Bringing new meaning to a proper cup of tea…
My Visit to T2 @ the centre:mk Milton Keynes
To me, there are only two kinds of people in the world. Those who drink tea and those that are missing out.
But whilst I always shun coffee and even side-step hot chocolate (don’t all gasp at once) in favour of a piping hot cup of char, I am by no means an expert on it. So I felt a bit embarrassed when an invitation to a tea masterclass at local loose tea store T2 popped into my inbox. T2 opened last year at the centre:mk shopping centre in Milton Keynes but I had never visited. I guess you could say, this girl was stuck in her mug-shaped ways!
So, what did tea mean to me before I visited? Tea came in two forms. A bog standard supermarket tea bag of black tea and for very special occasions, it came in the form of a loose black leaf tea from a luxury London store.
I was introduced to the loose leaf stuff through meeting people who drank loose leaf and although their selections of tea were huge, I always stuck with black tea as my inexperience shone when asked the question, “what tea would you like?”. I would hastily and clumsily say “just normal tea, please” which in turn would get a sympathetic nod from the tea giver and there was my rut. Whoops!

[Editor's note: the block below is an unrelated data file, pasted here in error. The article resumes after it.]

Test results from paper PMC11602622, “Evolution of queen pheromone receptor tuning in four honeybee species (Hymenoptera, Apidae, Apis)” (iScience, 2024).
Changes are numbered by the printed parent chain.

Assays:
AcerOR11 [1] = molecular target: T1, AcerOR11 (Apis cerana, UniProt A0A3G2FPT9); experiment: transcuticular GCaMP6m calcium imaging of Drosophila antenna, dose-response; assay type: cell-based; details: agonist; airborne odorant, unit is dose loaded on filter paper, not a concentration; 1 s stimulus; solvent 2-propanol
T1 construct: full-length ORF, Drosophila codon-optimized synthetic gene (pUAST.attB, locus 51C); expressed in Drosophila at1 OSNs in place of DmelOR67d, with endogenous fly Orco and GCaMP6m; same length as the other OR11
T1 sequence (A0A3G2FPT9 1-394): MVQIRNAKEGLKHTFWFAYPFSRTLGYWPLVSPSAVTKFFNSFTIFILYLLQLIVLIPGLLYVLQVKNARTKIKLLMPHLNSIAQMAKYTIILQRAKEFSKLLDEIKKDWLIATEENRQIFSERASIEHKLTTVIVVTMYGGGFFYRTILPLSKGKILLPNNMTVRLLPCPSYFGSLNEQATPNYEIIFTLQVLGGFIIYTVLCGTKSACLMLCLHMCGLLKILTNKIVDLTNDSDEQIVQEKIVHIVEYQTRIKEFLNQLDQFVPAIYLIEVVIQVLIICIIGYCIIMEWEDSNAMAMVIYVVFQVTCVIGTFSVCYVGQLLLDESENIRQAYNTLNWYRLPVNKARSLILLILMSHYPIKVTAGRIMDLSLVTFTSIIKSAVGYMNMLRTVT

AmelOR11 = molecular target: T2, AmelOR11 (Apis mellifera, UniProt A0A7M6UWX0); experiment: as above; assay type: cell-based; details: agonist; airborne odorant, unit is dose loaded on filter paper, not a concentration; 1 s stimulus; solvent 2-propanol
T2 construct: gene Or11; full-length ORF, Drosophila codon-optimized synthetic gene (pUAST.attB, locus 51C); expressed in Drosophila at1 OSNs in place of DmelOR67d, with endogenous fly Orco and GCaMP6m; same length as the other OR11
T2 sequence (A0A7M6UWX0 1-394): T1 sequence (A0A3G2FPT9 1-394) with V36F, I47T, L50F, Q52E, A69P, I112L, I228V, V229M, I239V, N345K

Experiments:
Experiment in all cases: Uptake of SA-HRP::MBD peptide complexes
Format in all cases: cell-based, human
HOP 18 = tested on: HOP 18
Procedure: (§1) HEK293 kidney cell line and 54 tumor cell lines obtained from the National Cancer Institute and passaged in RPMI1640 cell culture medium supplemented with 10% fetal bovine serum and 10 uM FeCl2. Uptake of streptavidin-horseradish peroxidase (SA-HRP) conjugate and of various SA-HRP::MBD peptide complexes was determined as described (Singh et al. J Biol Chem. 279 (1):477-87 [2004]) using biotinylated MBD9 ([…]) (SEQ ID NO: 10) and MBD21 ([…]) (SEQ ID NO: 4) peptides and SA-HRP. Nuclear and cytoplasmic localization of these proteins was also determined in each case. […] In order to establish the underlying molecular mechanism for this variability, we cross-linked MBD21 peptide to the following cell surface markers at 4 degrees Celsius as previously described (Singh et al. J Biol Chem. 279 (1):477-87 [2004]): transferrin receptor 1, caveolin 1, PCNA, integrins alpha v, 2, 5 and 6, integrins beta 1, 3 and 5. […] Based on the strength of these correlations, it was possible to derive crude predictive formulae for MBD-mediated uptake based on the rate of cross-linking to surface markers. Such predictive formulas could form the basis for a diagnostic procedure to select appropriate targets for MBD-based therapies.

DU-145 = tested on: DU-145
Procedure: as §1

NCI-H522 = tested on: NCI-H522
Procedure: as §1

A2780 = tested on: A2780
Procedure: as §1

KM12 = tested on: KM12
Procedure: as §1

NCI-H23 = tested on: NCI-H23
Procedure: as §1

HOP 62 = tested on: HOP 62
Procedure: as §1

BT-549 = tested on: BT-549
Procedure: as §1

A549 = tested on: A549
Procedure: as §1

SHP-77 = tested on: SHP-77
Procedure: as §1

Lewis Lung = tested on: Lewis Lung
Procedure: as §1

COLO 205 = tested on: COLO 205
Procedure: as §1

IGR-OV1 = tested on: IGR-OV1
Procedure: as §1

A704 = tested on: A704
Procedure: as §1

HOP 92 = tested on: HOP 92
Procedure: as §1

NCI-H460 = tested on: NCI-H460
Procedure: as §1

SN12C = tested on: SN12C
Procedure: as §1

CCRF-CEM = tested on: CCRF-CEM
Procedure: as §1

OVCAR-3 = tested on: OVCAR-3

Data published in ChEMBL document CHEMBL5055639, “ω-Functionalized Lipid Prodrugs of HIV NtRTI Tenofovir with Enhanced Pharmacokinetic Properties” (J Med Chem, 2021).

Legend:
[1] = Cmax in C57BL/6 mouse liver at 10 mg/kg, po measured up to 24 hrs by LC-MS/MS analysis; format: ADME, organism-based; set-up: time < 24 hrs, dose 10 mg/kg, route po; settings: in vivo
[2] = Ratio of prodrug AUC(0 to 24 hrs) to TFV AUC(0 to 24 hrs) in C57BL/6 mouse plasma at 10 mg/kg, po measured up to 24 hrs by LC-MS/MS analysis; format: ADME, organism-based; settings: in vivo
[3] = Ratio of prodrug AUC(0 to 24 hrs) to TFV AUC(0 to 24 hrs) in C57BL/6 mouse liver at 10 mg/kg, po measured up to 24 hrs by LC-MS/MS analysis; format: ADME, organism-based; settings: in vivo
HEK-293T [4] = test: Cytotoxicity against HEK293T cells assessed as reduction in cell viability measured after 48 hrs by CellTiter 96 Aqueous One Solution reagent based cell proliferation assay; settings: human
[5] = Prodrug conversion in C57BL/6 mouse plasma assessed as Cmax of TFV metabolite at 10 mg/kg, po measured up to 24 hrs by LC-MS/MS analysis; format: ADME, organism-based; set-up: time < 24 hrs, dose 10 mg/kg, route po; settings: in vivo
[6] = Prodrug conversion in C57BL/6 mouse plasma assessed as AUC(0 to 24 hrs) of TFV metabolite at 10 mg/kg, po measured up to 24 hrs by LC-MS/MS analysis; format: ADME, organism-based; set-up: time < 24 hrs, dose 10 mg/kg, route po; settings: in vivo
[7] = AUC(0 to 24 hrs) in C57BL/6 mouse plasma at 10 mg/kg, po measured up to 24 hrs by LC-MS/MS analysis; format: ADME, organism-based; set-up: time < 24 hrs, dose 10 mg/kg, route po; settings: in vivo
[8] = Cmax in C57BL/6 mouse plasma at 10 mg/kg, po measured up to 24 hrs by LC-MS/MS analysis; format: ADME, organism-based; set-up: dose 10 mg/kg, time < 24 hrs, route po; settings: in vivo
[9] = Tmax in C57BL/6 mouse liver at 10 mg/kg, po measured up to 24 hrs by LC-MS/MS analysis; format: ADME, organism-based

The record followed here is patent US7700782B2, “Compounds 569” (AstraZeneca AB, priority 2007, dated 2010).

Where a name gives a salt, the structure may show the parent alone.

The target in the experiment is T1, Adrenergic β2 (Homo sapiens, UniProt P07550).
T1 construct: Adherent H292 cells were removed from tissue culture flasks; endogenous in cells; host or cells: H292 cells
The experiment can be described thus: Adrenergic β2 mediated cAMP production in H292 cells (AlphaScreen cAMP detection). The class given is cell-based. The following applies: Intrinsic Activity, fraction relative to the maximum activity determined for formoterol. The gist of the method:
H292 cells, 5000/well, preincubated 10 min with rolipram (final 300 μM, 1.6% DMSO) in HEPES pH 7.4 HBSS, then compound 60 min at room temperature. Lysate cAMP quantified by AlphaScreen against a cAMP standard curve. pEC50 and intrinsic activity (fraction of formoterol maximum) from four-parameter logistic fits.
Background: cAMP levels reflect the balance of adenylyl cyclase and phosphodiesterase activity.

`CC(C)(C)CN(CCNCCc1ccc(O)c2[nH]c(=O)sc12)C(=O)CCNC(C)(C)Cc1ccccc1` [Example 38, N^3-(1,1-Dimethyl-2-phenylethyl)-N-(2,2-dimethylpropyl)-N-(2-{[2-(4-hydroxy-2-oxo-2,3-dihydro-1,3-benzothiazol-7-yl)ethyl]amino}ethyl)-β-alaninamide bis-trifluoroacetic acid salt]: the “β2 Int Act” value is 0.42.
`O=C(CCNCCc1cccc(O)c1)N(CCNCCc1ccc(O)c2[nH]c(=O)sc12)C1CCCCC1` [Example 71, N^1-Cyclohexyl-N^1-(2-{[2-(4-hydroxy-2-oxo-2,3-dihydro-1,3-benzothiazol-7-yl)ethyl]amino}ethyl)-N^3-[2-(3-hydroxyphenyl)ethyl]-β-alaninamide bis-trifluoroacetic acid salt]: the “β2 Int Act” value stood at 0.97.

Anyways, enough embarrassment. T2 is a loose leaf tea shop. And like a lot of other prestigious brands, the centre:mk welcomed them to open a store in Milton Keynes last year. The only T2 store for some 50 miles around us. (Gawd, I love MK).
You can find them situated near brands L’Occitane and Cath Kidston on Silbury Arcade (to people of my age, along from where Chappell of Bond Street used to be).
Inside T2 there are some 200 types of tea to choose from. INSANE! Meaning you could try a different type of tea per week and still take years to discover them all.
After hellos and welcomes were over, tea was of course hot topic.
First up to brew and taste was a black tea called Baxter’s Buns, which comes in the most beautiful box!